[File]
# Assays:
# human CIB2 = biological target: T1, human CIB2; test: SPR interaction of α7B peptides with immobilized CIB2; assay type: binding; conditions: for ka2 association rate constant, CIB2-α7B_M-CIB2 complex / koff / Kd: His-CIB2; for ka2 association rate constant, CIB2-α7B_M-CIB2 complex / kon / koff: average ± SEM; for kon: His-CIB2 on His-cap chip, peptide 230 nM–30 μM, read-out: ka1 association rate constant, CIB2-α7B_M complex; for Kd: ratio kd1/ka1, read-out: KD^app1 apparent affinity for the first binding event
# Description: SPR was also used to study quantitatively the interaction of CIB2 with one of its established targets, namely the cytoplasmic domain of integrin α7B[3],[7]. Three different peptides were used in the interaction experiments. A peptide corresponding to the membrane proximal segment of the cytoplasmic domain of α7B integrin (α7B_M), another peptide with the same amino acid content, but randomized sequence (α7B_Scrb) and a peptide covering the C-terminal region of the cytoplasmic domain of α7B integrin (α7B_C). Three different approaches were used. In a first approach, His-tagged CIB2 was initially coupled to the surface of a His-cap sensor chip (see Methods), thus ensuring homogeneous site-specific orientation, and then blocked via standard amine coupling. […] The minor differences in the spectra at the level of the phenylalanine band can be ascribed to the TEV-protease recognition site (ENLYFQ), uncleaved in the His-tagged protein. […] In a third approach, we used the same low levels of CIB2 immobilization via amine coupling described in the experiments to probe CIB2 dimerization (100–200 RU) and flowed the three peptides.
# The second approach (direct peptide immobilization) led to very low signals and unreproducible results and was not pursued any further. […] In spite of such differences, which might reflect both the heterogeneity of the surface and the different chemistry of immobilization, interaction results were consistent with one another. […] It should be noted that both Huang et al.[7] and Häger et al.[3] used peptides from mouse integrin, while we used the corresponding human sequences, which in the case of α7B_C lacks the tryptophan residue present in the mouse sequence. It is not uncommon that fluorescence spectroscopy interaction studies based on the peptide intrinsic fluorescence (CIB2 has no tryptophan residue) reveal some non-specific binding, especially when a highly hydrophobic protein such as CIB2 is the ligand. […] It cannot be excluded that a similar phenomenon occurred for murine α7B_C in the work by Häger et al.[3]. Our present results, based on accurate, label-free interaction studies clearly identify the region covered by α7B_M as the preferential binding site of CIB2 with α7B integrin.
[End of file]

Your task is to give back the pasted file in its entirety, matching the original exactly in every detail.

# Assays:
# human CIB2 = biological target: T1, human CIB2; test: SPR interaction of α7B peptides with immobilized CIB2; assay type: binding; conditions: for ka2 association rate constant, CIB2-α7B_M-CIB2 complex / koff / Kd: His-CIB2; for ka2 association rate constant, CIB2-α7B_M-CIB2 complex / kon / koff: average ± SEM; for kon: His-CIB2 on His-cap chip, peptide 230 nM–30 μM, read-out: ka1 association rate constant, CIB2-α7B_M complex; for Kd: ratio kd1/ka1, read-out: KD^app1 apparent affinity for the first binding event
# Description: SPR was also used to study quantitatively the interaction of CIB2 with one of its established targets, namely the cytoplasmic domain of integrin α7B[3],[7]. Three different peptides were used in the interaction experiments. A peptide corresponding to the membrane proximal segment of the cytoplasmic domain of α7B integrin (α7B_M), another peptide with the same amino acid content, but randomized sequence (α7B_Scrb) and a peptide covering the C-terminal region of the cytoplasmic domain of α7B integrin (α7B_C). Three different approaches were used. In a first approach, His-tagged CIB2 was initially coupled to the surface of a His-cap sensor chip (see Methods), thus ensuring homogeneous site-specific orientation, and then blocked via standard amine coupling. […] The minor differences in the spectra at the level of the phenylalanine band can be ascribed to the TEV-protease recognition site (ENLYFQ), uncleaved in the His-tagged protein. […] In a third approach, we used the same low levels of CIB2 immobilization via amine coupling described in the experiments to probe CIB2 dimerization (100–200 RU) and flowed the three peptides.
# The second approach (direct peptide immobilization) led to very low signals and unreproducible results and was not pursued any further. […] In spite of such differences, which might reflect both the heterogeneity of the surface and the different chemistry of immobilization, interaction results were consistent with one another. […] It should be noted that both Huang et al.[7] and Häger et al.[3] used peptides from mouse integrin, while we used the corresponding human sequences, which in the case of α7B_C lacks the tryptophan residue present in the mouse sequence. It is not uncommon that fluorescence spectroscopy interaction studies based on the peptide intrinsic fluorescence (CIB2 has no tryptophan residue) reveal some non-specific binding, especially when a highly hydrophobic protein such as CIB2 is the ligand. […] It cannot be excluded that a similar phenomenon occurred for murine α7B_C in the work by Häger et al.[3]. Our present results, based on accurate, label-free interaction studies clearly identify the region covered by α7B_M as the preferential binding site of CIB2 with α7B integrin.